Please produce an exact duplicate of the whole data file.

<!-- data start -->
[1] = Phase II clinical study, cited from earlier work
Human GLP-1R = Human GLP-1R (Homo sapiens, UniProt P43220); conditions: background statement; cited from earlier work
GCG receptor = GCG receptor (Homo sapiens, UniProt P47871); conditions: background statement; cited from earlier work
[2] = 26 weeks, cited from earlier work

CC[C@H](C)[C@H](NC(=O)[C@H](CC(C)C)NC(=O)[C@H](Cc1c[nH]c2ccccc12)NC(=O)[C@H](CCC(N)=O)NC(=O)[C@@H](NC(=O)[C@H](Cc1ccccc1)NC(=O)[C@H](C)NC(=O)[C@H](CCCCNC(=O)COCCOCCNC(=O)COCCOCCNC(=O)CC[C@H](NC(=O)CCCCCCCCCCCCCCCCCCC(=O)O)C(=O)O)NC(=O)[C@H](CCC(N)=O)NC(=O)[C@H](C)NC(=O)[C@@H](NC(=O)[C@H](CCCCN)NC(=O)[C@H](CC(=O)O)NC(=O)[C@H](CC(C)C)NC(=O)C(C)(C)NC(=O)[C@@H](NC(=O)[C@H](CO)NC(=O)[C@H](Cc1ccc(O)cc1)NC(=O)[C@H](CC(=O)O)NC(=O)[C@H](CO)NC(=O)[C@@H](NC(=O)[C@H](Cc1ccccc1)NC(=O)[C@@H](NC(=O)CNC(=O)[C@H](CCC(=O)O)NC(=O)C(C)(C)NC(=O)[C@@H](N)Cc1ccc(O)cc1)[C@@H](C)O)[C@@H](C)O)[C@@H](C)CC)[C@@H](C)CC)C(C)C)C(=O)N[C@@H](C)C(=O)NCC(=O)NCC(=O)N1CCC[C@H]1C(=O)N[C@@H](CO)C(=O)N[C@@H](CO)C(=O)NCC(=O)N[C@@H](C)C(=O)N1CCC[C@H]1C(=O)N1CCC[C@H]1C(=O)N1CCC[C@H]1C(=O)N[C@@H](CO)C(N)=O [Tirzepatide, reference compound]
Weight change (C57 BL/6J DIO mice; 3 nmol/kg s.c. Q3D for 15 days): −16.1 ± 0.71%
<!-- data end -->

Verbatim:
[1] = Phase II clinical study, cited from earlier work
Human GLP-1R = Human GLP-1R (Homo sapiens, UniProt P43220); conditions: background statement; cited from earlier work
GCG receptor = GCG receptor (Homo sapiens, UniProt P47871); conditions: background statement; cited from earlier work
[2] = 26 weeks, cited from earlier work

CC[C@H](C)[C@H](NC(=O)[C@H](CC(C)C)NC(=O)[C@H](Cc1c[nH]c2ccccc12)NC(=O)[C@H](CCC(N)=O)NC(=O)[C@@H](NC(=O)[C@H](Cc1ccccc1)NC(=O)[C@H](C)NC(=O)[C@H](CCCCNC(=O)COCCOCCNC(=O)COCCOCCNC(=O)CC[C@H](NC(=O)CCCCCCCCCCCCCCCCCCC(=O)O)C(=O)O)NC(=O)[C@H](CCC(N)=O)NC(=O)[C@H](C)NC(=O)[C@@H](NC(=O)[C@H](CCCCN)NC(=O)[C@H](CC(=O)O)NC(=O)[C@H](CC(C)C)NC(=O)C(C)(C)NC(=O)[C@@H](NC(=O)[C@H](CO)NC(=O)[C@H](Cc1ccc(O)cc1)NC(=O)[C@H](CC(=O)O)NC(=O)[C@H](CO)NC(=O)[C@@H](NC(=O)[C@H](Cc1ccccc1)NC(=O)[C@@H](NC(=O)CNC(=O)[C@H](CCC(=O)O)NC(=O)C(C)(C)NC(=O)[C@@H](N)Cc1ccc(O)cc1)[C@@H](C)O)[C@@H](C)O)[C@@H](C)CC)[C@@H](C)CC)C(C)C)C(=O)N[C@@H](C)C(=O)NCC(=O)NCC(=O)N1CCC[C@H]1C(=O)N[C@@H](CO)C(=O)N[C@@H](CO)C(=O)NCC(=O)N[C@@H](C)C(=O)N1CCC[C@H]1C(=O)N1CCC[C@H]1C(=O)N1CCC[C@H]1C(=O)N[C@@H](CO)C(N)=O [Tirzepatide, reference compound]
Weight change (C57 BL/6J DIO mice; 3 nmol/kg s.c. Q3D for 15 days): −16.1 ± 0.71%